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The Historiography of Debsian Socialism: A Century of Interpretations, Part 1 (April 2022): The Second International, Marxism, and Theory

By Edward Remus

The Second International, Marxism, and Theory

David Herreshoff’s American Disciples of Marx: From the Age of Jackson to the Progressive Era (1967) reveals the SPA as it appeared to the rival SLP’s Marxist theoretician, Daniel De Leon. De Leon viewed the SPA as a fundamentally electoralist and reformist party, Haywood and Debs notwithstanding. Berger and Hillquit hoped that by proclaiming neutrality in internal AFL affairs the SPA would more easily win the AFL leadership’s political support; this neutrality became official SPA policy by 1909. Believing this approach was mistaken, De Leon continued to develop his theory of dual unionism in response. While industrial unions organized toward their eventual control of the means of production, De Leon argued, they needed to support an uncompromising political party that would prepare to take possession of (and dismantle) the capitalist state. De Leon’s Socialist Trade and Labor Alliance followed this strategy when it merged to form the IWW in 1905, but by 1908 the IWW came to be dominated by anarcho-syndicalists who saw no need for a socialist party. This prompted De Leon to reconsider and embrace the Second International’s mass party model, which allowed both reformist and revolutionary tendencies to operate within a single party. After years of sectarian infighting, however, even Haywood and Debs were unenthusiastic about De Leon’s efforts, after 1908, to achieve SPA-SLP unity.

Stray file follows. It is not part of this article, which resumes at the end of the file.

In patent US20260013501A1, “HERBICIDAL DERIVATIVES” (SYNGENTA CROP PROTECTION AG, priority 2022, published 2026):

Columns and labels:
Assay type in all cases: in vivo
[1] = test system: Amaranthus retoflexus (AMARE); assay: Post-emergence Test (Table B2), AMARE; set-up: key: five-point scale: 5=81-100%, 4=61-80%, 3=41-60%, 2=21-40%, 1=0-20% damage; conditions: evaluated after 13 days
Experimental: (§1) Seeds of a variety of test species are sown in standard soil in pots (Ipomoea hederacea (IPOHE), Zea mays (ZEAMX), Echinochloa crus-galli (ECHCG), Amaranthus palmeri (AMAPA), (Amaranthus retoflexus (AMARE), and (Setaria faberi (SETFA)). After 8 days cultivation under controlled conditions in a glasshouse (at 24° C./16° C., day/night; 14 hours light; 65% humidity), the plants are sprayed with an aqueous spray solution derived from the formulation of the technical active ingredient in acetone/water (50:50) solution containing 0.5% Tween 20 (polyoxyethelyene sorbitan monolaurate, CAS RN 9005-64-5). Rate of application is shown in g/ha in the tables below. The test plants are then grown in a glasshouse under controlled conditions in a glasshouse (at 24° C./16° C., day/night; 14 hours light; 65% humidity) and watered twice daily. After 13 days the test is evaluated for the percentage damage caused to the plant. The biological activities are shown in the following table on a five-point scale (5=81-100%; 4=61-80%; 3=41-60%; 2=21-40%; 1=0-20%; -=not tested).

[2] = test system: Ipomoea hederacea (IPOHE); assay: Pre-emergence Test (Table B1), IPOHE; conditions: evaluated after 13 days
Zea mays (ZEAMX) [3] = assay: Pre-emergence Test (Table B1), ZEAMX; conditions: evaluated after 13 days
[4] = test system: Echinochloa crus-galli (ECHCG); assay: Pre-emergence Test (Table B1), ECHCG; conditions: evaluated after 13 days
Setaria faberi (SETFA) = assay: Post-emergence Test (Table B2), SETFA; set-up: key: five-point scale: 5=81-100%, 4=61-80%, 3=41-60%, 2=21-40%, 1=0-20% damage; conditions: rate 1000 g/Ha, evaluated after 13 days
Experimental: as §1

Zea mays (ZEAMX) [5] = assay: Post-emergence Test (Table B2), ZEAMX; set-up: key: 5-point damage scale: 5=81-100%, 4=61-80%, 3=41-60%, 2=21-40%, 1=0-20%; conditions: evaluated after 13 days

The British guild socialist G. D. H. Cole offers a comparative portrait of the SPA alongside other Second International parties in Volume III, Part II of A History of Socialist Thought: The Second International (1956). Cole argues that while the heavily German-American and immigrant SPA could look to the Social Democratic Party of Germany (SPD) as a model (with its informal political leadership of the German trade-union movement), the SPA never exercised comparable leadership of American trade-unions because the United States lacked the degree of political unfreedom that drove German unionists to embrace socialism as a party politics. While American socialists took great inspiration from their European counterparts, Laurence R. Moore’s European Socialists and the American Promised Land (1970) shows how European socialists from Marx to the Second International viewed American prospects for socialism. To revisionist Marxists, American trusts promised an inevitable evolution into socialism; meanwhile, American socialists’ disappointing electoral showings dashed some orthodox Marxists' expectations that intensifying class conflict in the United States would necessarily result in revolutionary party politics.

Most histories of the Second International pay little attention to the SPA’s role within it. In the absence of a monograph devoted to this topic, Sally Miller’s 1976 article, “Americans and the Second International,” remains essential. Compared to the SPD, the SPA was founded later and achieved far less influence within the labor movement, yet the two parties shared a fundamental similarity, Miller argues: they both condemned reformism in theory while embracing it in practice. The Second International failed to specify the proper relationship between the political party and the labor unions, beyond endorsing their cooperation as autonomous entities; Haywood’s model of politically uniting the IWW behind the SPA failed to win the International’s endorsement. Dominated by Hillquit and Berger, Miller shows, the SPA’s delegations to International congresses manifested right-wing tendencies: they evaded the International’s directive to negotiate unity with the SLP, supported Socialist participation in capitalist governments, favored state restriction of immigration based on the perceived “backwardness” (and initially on the race) of an immigrant’s country of origin, and stopped short of endorsing a general strike in the event of a capitalist war. Miller concludes that the SPA’s delegates to the Second International’s congresses primarily derived prestige, camaraderie, and theoretical self-justification from their participation.